Weekly church attendance is declining in Britain, fewer children are baptised, fewer people are married, congregations are reduced to an aged rump. Some will look on this with glee, as Britons become increasingly godless and the ancient church buildings become curiosities or are demolished to make way for ugly redevelopments. As this becomes the reality, however, we may come to regret what we allowed to slip through our fingers.

Christians can be easily passed off as naïve do-gooders or regressive bigots, churches as places that uniquely harbour paedophiles, and God as something that others do.

But, the Church Of England (the other denominations are for their followers to reflect on) has been so much more than that, it was one of the first places babies were taken to be baptised, and the last place most people were taken to be buried. For hundreds of years, people flocked to them weekly without fail to praise their Lord and Saviour and to ask His forgiveness for the wrong that all of them had done. Now, churches are the places some people go at Christmas and Easter and cathedrals, once seats of power, are packed with tourists with cameras in hand.

We don't do God

Some will argue that they do not need God or a priest to tell them what is right and wrong and they do not need to live in fear of judgement to have a conscience.

Maybe they are right. I despair at the way others behave when it has detrimental effects, but I am in no position to tell anyone else how to live, nor do I wish to. What I lament is the loss of something so unique and beautiful, handed to us by our forefathers, in a language crafted by those who (as radical as it looks to the modern eye) may have known better.

I have not been fortunate enough to enjoy the full wonder of the Book of Common Prayer, although it is something that most of us should read, except for once or twice at Evensong in Christ Church Cathedral. In its pages are some of the greatest poetic works in the English language, quite unlike the modern equivalents, which are so painfully dry and sensible.

With it went the equally glorious King James Bible and the sorts of hymns that still manage to make the heart soar. Churches were all furnished with the majestic ornamentation that somehow reflects both the desire for modesty and reverence of an awe-inspiring God.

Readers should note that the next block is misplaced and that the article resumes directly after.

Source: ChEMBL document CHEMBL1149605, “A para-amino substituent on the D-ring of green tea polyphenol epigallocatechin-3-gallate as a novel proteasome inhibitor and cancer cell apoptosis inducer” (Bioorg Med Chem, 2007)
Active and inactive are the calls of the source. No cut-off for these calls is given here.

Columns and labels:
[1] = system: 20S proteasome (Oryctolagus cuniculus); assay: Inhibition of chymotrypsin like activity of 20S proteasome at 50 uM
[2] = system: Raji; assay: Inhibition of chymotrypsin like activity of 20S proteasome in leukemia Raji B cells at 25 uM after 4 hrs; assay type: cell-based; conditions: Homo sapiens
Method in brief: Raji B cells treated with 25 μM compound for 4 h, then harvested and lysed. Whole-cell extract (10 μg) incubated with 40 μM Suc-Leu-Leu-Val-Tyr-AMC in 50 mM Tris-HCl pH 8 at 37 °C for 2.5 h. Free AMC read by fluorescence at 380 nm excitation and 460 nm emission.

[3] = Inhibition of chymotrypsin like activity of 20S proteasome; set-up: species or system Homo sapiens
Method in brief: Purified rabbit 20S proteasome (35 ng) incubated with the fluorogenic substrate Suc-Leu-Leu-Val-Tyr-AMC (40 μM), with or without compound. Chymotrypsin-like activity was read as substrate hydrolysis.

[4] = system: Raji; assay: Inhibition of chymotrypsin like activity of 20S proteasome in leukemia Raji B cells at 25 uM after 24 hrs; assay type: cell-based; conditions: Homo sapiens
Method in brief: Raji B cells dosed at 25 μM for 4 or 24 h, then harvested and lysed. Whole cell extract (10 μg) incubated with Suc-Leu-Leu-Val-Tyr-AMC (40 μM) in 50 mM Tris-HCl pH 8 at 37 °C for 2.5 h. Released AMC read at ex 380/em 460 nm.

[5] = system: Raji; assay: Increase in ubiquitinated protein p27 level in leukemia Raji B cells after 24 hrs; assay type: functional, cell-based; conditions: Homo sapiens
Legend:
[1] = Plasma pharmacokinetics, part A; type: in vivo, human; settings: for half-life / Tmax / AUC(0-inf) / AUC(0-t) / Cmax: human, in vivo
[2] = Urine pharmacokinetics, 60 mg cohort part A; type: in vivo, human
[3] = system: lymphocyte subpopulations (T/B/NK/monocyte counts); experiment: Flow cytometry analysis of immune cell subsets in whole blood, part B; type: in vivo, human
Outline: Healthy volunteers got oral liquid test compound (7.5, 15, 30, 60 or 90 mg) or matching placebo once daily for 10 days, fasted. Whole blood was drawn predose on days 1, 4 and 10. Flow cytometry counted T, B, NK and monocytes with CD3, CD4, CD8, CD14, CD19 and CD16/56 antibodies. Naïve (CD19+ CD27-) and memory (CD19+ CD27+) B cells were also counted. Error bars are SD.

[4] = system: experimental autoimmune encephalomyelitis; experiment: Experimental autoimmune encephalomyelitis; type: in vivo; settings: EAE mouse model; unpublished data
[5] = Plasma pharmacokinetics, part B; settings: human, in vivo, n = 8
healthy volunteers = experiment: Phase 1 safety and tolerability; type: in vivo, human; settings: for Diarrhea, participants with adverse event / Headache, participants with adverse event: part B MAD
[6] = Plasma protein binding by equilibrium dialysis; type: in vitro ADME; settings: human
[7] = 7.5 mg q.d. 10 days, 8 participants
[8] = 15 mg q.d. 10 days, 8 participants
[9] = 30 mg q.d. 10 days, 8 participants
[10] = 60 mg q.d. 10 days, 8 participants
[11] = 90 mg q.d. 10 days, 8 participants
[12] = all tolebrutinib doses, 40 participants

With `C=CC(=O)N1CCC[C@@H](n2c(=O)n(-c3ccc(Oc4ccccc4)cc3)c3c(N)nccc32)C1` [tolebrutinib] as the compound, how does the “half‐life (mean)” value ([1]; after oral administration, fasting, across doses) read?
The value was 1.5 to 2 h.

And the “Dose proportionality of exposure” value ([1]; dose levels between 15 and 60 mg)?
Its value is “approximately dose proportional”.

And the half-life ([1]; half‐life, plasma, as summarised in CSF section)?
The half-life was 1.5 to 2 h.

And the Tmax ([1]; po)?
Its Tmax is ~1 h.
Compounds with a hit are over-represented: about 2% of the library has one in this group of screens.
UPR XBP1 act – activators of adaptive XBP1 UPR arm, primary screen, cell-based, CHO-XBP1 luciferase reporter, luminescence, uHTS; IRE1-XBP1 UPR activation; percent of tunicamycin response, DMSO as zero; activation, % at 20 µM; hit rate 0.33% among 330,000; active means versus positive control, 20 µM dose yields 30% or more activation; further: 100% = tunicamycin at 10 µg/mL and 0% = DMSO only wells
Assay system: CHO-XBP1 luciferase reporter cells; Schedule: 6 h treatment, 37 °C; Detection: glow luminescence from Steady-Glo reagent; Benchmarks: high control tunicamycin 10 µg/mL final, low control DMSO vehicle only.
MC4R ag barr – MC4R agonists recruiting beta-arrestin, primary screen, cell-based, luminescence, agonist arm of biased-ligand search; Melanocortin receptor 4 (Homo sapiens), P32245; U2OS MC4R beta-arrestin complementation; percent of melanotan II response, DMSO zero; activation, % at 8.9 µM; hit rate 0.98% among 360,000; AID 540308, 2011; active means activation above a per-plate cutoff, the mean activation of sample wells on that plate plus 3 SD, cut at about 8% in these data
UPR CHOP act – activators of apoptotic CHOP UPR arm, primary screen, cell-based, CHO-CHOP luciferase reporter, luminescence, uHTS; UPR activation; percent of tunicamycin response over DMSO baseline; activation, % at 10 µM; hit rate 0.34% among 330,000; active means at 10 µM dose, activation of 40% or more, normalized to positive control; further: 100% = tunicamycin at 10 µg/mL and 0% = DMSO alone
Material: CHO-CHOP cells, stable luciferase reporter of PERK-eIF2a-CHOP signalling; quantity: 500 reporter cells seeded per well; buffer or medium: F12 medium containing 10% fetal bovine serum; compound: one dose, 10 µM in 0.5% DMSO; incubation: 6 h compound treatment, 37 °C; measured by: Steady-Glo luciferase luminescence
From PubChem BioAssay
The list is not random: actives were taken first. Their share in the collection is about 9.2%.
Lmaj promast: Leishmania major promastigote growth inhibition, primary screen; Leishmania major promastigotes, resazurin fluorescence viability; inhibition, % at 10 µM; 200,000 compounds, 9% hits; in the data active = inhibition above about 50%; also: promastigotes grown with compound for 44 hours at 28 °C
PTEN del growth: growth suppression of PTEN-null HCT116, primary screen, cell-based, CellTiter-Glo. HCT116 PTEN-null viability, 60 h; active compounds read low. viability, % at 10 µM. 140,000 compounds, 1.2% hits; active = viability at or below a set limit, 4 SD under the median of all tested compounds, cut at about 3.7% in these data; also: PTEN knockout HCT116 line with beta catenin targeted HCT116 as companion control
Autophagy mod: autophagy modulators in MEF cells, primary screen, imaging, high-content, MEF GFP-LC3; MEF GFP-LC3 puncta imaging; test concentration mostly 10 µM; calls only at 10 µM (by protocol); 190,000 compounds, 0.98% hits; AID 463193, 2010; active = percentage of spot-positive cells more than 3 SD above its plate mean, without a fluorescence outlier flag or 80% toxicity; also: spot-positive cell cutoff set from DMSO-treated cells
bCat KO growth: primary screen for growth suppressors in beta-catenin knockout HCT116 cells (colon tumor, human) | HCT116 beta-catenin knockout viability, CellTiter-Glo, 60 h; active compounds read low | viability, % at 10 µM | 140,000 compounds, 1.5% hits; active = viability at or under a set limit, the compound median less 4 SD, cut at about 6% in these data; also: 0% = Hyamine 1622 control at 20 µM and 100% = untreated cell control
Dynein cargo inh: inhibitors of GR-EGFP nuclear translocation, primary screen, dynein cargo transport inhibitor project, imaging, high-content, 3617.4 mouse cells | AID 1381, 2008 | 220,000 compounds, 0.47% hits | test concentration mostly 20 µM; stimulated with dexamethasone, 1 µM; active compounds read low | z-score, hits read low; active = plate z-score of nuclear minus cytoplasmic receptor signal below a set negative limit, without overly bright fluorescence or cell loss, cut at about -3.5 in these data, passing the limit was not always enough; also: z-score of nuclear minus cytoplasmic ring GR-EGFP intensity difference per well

The settlement laid out by Elizabeth I, that gave the Church of England such understated grandeur and might, is more or less gone, whilst the King James Bible and Book of Common Prayer have been discarded to the back of the cupboard. We are left with sterile liturgies drawn up by passionless bureaucrats on a commission somewhere, vicars who long ago discarded their vestments in favour of jeans and open-necked shirts, while many churches are now decked out with speakers and drum kits, the pews long ago ripped out and projector screens installed.

All of these changes have done nothing to arrest the decline of church attendance, atheism has been on the rise since the Established Church endorsed the bloody slaughter of the First World War, as was so well shown in Oh! What A Lovely War. I am unsure how, or even if, this can be stopped but it certainly does not attract anyone by watering down great beauty or by obsessing over questions of sexuality. There seems to be no desire to engage the masses with the Gospel, bishops are blasted for trying to balance the aims of liberal Anglicans and their traditionalist counterparts, and the pointless General Synod provides ample opportunities for the Church to be portrayed as schismatic. The fruits of this are the empty churches increasingly familiar to those of us who still regularly attend.

If the Church is to die, let it go with dignity and respect, not the embarrassing attempts by middle-aged men to convert the young.

Turn off the lights on your way out

"There is only one Christ, Jesus, one faith. All else is a dispute over trifles," so said Elizabeth I when discussing the divide between Roman Catholics and Protestants. This period saw the most bloody persecutions by both sides, with some, Good Queen Bess included, coming out marginally better than others in this area. And yet, from this bloodshed was born the settlement of the Church of England that was to hold until the last century. The national Church is still ostensibly both Catholic and Reformed, quite distinct to the Roman Church or the many Protestant denominations, in that it was so determinedly English in nature.

"The bishop of Rome hath no jurisdiction in this Realm of England", perhaps the greatest statement of national independence in history resonates down the ages, it can be seen in the cathedrals so unlike anywhere else in the world and their lovely, in a different way, but distinctly Italianate Roman Catholic counterparts.

Man is fallen, as any good Christian will tell you, and it seems that he is destined to ruin that which is good. We have done it to so much in this country, be it the Church, the constitution, the grammar schools or the buildings, because we are so arrogant as to assume that we know better than those who went before. It is up to the reader to decide whether he or she will come to believe in God and try to help revive the Church of England, although I suspect that I know what the answer will be.

Without a religion to guide us, worship of the 'self' has come to replace God. No longer does man mould golden calves to worship, now he has his self-gratification to devote his time, and our society is increasingly more selfish as a result. It will only get worse as the elderly who make up such a large part of our congregations pass on.

The Church is passing away, its cathedrals are becoming museums and its churches redeveloped as modern (ugly) houses, its leadership is besieged by intolerant revolutionaries and angry, lethargic traditionalists, we should not let the tambourine-playing, arm-waving and happy-clappy songs be its epitaph.